For example, Robert Scoble, a Microsoft marketer, maintains a blog where he comments on just about everything, including his views on Microsoft’s role in the industry. You can bet his views are studied by the folks who make decisions over at AOL, Google, and Yahoo—and in Redmond.
(more via link below)
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But for how long?
Andy Beal points out in his blog that Google has been blocked from performing Whois lookups by Network Solutions. The “Whois” feature (which lets you find out who owns a web domain) was one of many added recently by Google in its continued quest to “make the world’s information accessible.” Alex S. at BizWeek pointed out in a piece blogged here that there’s a business model behind this intent (I’ll take disintermediation for $500, thank you very much). We had a back and forth about it in the comments as well.
In any case, it’s significant that Network Solutions is pushing back. Andy, who writes in large part to the SEO community, comments:
There’s some hypocrisy here. Google publicly chastises anyone who run ranking reports on the Google Index, claiming that it is a drain of their server resources. Yet they seem quite happy to launch a service that has the same impact on Network Solutions…
As I think Andy implies, I’m not sure this has anything to do with drains on servers and bandwidth. I think it has a lot more to do with who owns the customer. Network Solutions knows Whois is a major draw for customers, they use that draw to convert Whois lookups into paying domain registrants. In this particular case, the argument that Google was, in effect, stealing their customers at the point of conversion holds some water. If I do a Whois lookup on Google and see a bunch of ads for registrars that are not Network Solutions, well…..that ain’t good for Network Solutions. And if I’m Google, and thinking about doing registration at some point (like Yahoo does now)….well, having this feature didn’t hurt. Network Solutions had to do something.
I wonder if others – airlines, UPS, etc. – will follow suit.
Remember when everyone was calling Amazon the Walmart of the Web? That was so 1990s. But…after reading Marketing Wonk’s interesting take on this article in Internet News, Walmart certainly came to mind, and not because they both sell a lot of shit. The commentary:
It might have taken warehouse store price pressure 300 years to develop and begin to put out of business Main Street bricks and mortar stores, but on the Internet, Jeff Bezos hopes the process will take merely a few years. In comments to financial analysts, Amazon.com CEO Bezos said the corporate strategy will remain to lower prices – even at the expense of gross margins – in order to gain share, prevent competition and create more power to put pressure on suppliers.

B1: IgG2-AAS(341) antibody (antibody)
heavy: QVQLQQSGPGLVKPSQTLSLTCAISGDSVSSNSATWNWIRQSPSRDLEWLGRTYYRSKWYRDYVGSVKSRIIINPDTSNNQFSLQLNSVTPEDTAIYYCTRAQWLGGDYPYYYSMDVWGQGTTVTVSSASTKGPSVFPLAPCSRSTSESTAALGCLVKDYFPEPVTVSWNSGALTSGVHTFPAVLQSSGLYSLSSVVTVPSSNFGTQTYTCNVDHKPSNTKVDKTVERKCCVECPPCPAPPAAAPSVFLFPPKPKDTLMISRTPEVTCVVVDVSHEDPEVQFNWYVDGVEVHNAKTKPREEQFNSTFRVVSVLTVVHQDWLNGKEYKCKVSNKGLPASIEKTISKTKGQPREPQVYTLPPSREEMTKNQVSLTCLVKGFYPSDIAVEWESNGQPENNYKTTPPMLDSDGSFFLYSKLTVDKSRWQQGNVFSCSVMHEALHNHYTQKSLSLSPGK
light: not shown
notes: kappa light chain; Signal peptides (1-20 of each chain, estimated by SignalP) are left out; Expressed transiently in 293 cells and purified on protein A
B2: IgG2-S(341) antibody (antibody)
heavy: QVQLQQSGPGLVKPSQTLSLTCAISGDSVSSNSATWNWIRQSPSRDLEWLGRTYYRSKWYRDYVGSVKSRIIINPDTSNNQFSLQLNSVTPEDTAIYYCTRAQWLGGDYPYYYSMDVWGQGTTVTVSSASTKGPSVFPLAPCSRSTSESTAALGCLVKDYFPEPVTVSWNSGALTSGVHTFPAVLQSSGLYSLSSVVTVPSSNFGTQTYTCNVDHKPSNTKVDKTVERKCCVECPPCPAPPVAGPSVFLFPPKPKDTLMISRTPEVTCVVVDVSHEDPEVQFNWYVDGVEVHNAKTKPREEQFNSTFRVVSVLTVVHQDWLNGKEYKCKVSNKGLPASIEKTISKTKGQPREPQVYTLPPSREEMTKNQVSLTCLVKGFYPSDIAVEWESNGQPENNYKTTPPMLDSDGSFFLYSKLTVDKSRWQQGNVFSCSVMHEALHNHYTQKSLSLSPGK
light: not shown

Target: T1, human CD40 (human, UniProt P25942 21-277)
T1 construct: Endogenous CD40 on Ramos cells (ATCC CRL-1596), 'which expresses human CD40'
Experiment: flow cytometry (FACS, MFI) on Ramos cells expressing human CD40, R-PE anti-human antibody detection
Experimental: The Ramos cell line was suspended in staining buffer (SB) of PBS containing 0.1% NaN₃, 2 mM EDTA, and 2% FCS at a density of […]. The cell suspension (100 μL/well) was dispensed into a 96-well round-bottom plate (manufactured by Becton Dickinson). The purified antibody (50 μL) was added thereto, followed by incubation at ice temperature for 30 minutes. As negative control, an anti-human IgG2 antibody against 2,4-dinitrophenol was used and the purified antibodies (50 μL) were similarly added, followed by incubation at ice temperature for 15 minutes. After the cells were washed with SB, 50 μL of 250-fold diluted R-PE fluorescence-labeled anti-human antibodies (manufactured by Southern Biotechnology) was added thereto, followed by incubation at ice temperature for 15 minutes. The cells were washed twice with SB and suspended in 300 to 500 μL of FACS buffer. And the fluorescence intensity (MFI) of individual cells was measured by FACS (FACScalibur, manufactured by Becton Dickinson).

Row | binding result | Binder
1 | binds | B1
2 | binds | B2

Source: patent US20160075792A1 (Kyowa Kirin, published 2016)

It’s not easy to market marketing to marketers. David Galbraith points out a funny contradiction…
Back in the day, everyone was going to spin out and go public, even the digital unit of the New York Times. Then the crash came. The press (that which even bothered to cover the sector, or was left standing) beat everyone about the head in a fit of schadenfreudian pique, and the game was called over.
Well, game’s on again. I’ve said this many times, and I will keep saying it. What happened in the late 90s was a warm up, and the main event is upon us. I hope we’re not headed back to the mania of that period, but certainly many – if not most – of the bets of that era are proving prescient, if not financially rewarding in the short term.
Case in point: The New York Times’ earnings, announced yesterday. In essence, the NYT’s digital business (NYTD), run for years (including the late 90s) by the remarkably adaptable Martin Nisenholtz, is the story of the day. The NYTD is now on an earnings run rate of $30 million a year, and it’s only going up. Were it not for the NYTD’s earnings doubling this past quarter, the entire NY Times Corp’s earnings would have stalled compared to last year. I am sure shareholders are quite pleased with Martin, and he deserves the credit. I’ve no idea if NYT execs wish they could have spun NYTD out, but I am quite sure they are pleased they stuck with it after the crash. They are only beginning to reap the rewards of that foresight. (Not many publishers had it.)
PS – The Times has Google to thank in part for these stellar results…. NYTD is one of Google’s premier AdWords clients.